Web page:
"Criminals are picking up more powerful weapons," Lindquist concurs. "What used to be a .22-caliber has moved to .357 Magnums, 40 calibers, 45s, and rifles. You see people using AK-47s, which are fairly easy to get and extremely cheap."
This trend is sweeping across the country, agrees Chief Deputy Sheriff Dave Bellows of the Dakota County Sheriff's Office in Hastings, Minnesota. Dakota County, the third largest county in Minnesota, butts up to the Minneapolis-St. Paul metro area. The agency's 85 officers have carried rifles since 2000 to match increased firepower confiscated from criminals.
The fact that these weapons are increasingly being turned on officers is also cause for concern, Bellows adds. A look at National Law Enforcement Officers Memorial Fund statistics for 2007 confirms this. In 2007, 68 officers were shot and killed by suspects, compared to 54 in 2006. Forty-seven were killed with a handgun, 11 with a rifle, eight with a shotgun and two with unknown firearm types.
"There is no way we can adequately defend society if we can't defend ourselves," Bellows warns.Another tool in the toolbox
The Farmington PD counts itself among the early pioneers of the journey to patrol rifles. This Minneapolis, Minnesota, suburb — population 22,000 — armed patrol officers with AR-15s about eight years ago. Besides a 9mm duty weapon, this agency also equips officers with 12-gauge shotguns, less-lethal shotguns, and TASERs.
Lindquist refers to the agency's long guns as "another tool in the toolbox." He explains that handguns "don't suit every purpose" because they offer a restricted protective distance and shoot a limited number of rounds. The shotgun, he adds, covers greater distances and provides enhanced firepower, but it too has its limitations. If shooting a slug, the shotgun doesn't supply much more distance than a handgun, and shotgun pellets fan out a certain rate for every foot they travel. Beyond 20 yards, the pattern spreads to where it's uncontrollable but still lethal, and the pellets that are not on target could kill someone. "If you are trying to engage a specific target and don't have room for collateral damage you can't deploy the 12-gauge with buckshot," he states.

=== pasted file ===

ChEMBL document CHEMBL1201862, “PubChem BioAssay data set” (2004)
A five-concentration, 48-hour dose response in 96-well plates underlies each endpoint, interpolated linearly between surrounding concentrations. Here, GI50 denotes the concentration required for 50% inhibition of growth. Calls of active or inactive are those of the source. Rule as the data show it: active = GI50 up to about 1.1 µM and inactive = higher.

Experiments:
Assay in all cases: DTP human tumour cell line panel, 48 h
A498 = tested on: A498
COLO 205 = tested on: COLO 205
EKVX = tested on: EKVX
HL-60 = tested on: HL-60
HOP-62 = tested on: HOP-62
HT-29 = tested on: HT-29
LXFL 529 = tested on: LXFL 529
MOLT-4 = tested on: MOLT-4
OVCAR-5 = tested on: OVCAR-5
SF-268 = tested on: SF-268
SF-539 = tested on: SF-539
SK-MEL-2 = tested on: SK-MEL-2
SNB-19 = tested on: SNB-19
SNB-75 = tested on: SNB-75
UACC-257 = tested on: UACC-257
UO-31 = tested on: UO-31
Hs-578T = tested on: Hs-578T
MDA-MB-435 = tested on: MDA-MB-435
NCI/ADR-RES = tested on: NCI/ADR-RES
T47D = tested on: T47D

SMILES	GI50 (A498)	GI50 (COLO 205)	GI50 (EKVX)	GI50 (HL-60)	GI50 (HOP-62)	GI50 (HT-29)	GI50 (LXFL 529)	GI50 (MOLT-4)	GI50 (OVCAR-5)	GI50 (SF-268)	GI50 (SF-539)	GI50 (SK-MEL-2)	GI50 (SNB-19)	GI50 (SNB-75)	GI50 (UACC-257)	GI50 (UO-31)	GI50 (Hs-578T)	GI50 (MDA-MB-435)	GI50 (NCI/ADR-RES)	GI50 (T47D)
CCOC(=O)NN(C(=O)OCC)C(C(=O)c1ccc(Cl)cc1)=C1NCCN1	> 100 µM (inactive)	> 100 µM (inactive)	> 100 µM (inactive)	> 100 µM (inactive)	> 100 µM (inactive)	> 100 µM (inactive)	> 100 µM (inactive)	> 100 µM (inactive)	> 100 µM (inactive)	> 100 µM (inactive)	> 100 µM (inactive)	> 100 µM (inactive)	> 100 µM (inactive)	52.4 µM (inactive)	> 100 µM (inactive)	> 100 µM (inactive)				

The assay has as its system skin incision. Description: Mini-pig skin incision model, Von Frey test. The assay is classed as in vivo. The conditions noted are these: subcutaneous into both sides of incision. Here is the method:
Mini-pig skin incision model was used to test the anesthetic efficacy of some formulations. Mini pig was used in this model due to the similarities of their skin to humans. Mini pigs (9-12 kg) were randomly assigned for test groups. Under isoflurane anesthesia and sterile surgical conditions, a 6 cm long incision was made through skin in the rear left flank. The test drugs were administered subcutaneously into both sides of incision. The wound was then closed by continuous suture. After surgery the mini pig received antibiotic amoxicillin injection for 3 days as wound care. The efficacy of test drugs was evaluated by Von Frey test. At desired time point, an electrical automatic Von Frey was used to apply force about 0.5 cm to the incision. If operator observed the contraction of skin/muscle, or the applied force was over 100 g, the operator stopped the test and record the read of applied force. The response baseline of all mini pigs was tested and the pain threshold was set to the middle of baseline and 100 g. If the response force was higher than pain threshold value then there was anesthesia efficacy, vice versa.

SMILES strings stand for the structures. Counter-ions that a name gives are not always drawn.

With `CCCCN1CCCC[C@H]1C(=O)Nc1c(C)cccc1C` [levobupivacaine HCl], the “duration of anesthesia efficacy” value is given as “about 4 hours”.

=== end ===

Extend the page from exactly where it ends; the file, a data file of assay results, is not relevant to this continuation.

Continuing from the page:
On the other hand, he says a rifle fires a precisely aimed single projectile, limiting the liability created by shooting buckshot at longer ranges. In addition, officers can carry greater amounts of ammo than with a shotgun or a handgun.
Another veteran in the patrol rifle movement is the San Luis Obispo County (California) Sheriff's Department, which equipped its officers with patrol rifles following the North Hollywood shootout. In the beginning, only supervisors in this 150-officer-strong department carried rifles, then field training officers received them, and finally, the department added enough to put one rifle in every squad car.
San Luis Obispo's firearms instructor, John Marrs, agrees that the rifle fills a gap left by the other weapons officers carry. That being said, he warns agencies not to trade in their shotguns just yet, stating all of these weapons have a place in law enforcement. For instance, if it's necessary to shoot through automobile glass, the lightweight .223-caliber rifle bullet can't get the job done. When it strikes glass, the bullet will break apart and keep very little mass. In contrast, buckshot easily defeats window glass. A shotgun in close quarters produces a much greater wound and stops the fight immediately, and because it fires a pattern, the officer's aim doesn't have to be quite as precise to strike the intended target. But at distances greater than 20 yards, in a barricade situation, such as the one in Arcola, or when perpetrators don body armor, Marrs says a rifle fits the bill.
With such a strong case for rifles, it would seem obvious that patrol officers would already have them. Not so. Many agencies received a wake-up call after Seung-Hui Cho's rampage at Virginia Tech and are now scrambling to add these weapons to their arsenal.